Sanders pushes AFA Chief Sara Nelson as new Labor Secretary
Sara Nelson, Airline Flight Attendants' chief is the first choice of Sen. Bernie Sanders for the post of Secretary of Labor. | Kevin Wolf/AP

WASHINGTON—With Labor Secretary Marty Walsh headed out the door—and back to a top union job—Sen. Bernie Sanders is pushing two potential successors: Sara Nelson, president of the Association of Flight Attendants-CWA, and Bill Clinton’s Labor Secretary, Robert Reich, in that order.

Sanders’ recommendations may swing some weight with Joe Biden’s White House. The Vermont independent chairs the Senate Health, Education, Labor and Pensions Committee, which will hold confirmation hearings on Walsh’s successor and send a nominee to the Senate.

Though no official announcement has occurred, The Athletic, The Boston Globe, and ESPN all reported Walsh, a Laborers Local 223 member, and first unionist to be Labor Secretary since the Nixon administration will be the new Executive Director of the National Hockey League Players Association. That’s set off a search for his successor. So far the list is short.

“Sara Nelson is the International President of the Association of Flight Attendants-CWA,” Sanders wrote Biden when the news about Walsh broke on Feb. 10.  “She has been a union member for nearly 30 years, has been a leading voice for worker rights and is a very strong communicator of progressive values. She has a thorough understanding of federal labor laws and how these laws apply to workers, and her experience sets her up for success in this job.”

Left unmentioned in Sanders’s short letter were several notable instances where Nelson took the lead on national issues.

One was when, during Republican Donald Trump’s 35-day federal shutdown, she proposed a general strike, especially of airline workers. In response, air traffic controllers covering the New York metro area airports—essential workers forced to toil without pay–staged a coordinated call to stay off the job. That grounded the air system and forced Trump, under corporate pressure, to cave in on his demands.

Another, showing Nelson’s legislative chops, talent Cabinet secretaries need, came during the crafting of legislation distributing federal aid to businesses the coronavirus pandemic forced to close.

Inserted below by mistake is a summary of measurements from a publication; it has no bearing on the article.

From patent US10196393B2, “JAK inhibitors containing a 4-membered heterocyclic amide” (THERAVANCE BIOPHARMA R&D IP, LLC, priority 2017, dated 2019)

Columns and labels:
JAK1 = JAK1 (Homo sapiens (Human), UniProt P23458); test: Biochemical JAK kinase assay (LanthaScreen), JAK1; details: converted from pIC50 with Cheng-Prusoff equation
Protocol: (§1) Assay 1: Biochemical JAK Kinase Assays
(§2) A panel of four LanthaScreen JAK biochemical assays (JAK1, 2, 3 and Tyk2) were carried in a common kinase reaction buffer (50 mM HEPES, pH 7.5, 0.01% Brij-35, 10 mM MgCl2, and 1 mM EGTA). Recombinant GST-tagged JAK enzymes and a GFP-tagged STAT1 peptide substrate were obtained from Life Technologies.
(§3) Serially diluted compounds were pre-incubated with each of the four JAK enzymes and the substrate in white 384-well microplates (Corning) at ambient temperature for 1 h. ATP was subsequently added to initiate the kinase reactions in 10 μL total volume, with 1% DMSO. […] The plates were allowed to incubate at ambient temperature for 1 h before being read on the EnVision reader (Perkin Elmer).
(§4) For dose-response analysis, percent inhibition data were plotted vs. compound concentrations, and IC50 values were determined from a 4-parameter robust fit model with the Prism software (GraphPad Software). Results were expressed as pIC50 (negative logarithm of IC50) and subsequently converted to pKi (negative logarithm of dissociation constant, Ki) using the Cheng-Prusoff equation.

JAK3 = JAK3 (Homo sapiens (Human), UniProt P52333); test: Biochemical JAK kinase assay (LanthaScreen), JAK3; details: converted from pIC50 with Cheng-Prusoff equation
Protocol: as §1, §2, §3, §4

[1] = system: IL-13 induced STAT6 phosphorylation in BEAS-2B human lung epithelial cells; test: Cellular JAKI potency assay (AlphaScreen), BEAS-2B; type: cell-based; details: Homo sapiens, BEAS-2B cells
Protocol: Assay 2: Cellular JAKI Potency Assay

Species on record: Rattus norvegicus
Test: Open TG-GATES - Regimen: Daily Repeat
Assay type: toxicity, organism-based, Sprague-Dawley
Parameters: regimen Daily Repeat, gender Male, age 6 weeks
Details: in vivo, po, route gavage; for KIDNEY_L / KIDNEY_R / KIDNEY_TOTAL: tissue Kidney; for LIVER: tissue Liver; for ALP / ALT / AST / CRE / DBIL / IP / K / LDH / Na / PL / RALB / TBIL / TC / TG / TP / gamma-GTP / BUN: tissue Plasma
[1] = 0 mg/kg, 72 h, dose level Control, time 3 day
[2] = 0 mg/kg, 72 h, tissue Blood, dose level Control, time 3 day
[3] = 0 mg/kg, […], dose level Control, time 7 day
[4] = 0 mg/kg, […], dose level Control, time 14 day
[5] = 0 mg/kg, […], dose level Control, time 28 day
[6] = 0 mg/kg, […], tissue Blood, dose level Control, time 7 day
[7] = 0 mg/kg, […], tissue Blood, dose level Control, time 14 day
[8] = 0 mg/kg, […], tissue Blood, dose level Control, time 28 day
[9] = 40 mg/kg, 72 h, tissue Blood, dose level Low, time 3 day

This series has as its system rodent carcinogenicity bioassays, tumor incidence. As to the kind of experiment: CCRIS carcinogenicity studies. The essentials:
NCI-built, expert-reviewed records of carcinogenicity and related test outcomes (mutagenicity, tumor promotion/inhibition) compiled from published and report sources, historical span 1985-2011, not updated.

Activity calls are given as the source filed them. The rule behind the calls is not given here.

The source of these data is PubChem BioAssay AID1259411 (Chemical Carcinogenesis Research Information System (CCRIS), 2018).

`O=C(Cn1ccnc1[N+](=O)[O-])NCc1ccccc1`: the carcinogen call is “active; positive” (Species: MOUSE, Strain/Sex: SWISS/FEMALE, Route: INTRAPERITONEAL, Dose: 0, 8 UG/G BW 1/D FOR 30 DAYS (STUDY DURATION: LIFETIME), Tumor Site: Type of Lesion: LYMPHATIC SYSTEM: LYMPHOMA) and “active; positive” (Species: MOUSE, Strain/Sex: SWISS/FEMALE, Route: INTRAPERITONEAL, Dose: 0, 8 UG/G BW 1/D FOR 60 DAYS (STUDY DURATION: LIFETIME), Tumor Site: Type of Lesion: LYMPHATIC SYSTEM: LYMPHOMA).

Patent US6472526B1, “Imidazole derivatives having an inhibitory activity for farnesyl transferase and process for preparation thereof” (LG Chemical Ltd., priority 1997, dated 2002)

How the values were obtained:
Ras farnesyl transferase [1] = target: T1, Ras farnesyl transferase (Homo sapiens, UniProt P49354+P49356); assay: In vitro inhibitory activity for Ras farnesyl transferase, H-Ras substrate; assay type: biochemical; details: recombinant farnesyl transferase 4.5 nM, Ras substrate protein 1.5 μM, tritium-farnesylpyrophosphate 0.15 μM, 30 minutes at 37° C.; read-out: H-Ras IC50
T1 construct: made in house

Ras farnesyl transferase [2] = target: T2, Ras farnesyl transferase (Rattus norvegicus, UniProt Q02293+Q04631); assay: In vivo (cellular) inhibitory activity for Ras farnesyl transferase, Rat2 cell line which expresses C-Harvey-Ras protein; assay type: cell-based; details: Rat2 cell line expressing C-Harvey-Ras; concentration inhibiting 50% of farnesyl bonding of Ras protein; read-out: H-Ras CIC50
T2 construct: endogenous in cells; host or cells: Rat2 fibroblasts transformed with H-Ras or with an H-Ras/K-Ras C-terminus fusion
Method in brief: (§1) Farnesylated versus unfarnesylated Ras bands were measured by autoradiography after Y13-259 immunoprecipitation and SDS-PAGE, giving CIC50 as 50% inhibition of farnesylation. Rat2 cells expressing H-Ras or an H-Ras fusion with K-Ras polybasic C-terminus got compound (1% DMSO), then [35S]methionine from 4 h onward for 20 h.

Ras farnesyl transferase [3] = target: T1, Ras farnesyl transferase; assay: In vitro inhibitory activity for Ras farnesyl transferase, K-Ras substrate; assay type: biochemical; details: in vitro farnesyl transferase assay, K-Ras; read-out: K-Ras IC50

Working with fellow Oregonian Rep. Peter DeFazio (D), Nelson got his Transportation and Infrastructure Committee to attach a worker retention mandate to the $25 billion subsidy the government doled out to the airlines. In return, they had to keep all their workers on the job even if planes weren’t flying. There were no other such stay-on-the-job conditions in that money bill.

Sanders listed Nelson first, before Reich. The senator said Reich, now a public policy professor at the University of California at Berkeley “is widely regarded as one of the most effective Secretaries of Labor in modern history and, based on past experience, would hit the ground running. He has been instrumental in advancing workplace protections, workforce development, and worker power for decades.” But by his own admission, in his book, Locked In The Cabinet, Reich was frustrated by Clinton’s pro-corporate “New Democrat” tilt.

A check of AFA-CWA’s website when Sanders’s letter became public showed no comment, yet, on the potential nomination of Nelson, an Oregonian, to succeed Walsh. Based on past statements, notably at the last CWA convention, she would have strong union support for the job. Then, union President Chris Shelton enthusiastically endorsed Nelson as successor to then-AFL-CIO President Richard Trumka.

Nelson was widely expected to contend for that post when Trumka retired. But Trumka died before that election, and AFL-CIO Secretary-Treasurer Liz Shuler succeeded him. Her incumbency, activism, and plans to shake up the labor movement made her unstoppable, and there was no race.

Other candidates to succeed Walsh include Deputy Labor Secretary Julie Su, a progressive former California Labor Commissioner and worker-rights attorney, known for her tough enforcement of the state’s pro-worker rights laws. Harvard’s On Labor blog reports she’s the front-runner in the race. Corporate interests tried, unsuccessfully, to stop her ascent to DOL’s #2 post.

And former House Speaker Nancy Pelosi, D-Calif., still a power in the party, is pushing former Rep. Sean Patrick Maloney, D-N.Y., a close ally. Maloney chaired the House Democrats’ campaign committee in the 2022 election cycle. But he lost his own seat to a Republican due to redistricting when he had to move to an area he never had represented.

Maloney is openly gay but leery of progressives. In a Washington Blade op-ed he argued after the 2022 election that “While Trumpers are so much worse in what they stand for, the one similarity we are seeing, as we did in the mid-term elections, is these candidates also can’t win a general election. The reality is, the majority of the country is moderate. In fact, in many areas, the general election voter is moderate-leaning right.”


Mark Gruenberg
Mark Gruenberg

Award-winning journalist Mark Gruenberg is head of the Washington, D.C., bureau of People's World. He is also the editor of the union news service Press Associates Inc. (PAI). Known for his reporting skills, sharp wit, and voluminous knowledge of history, Mark is a compassionate interviewer but tough when going after big corporations and their billionaire owners.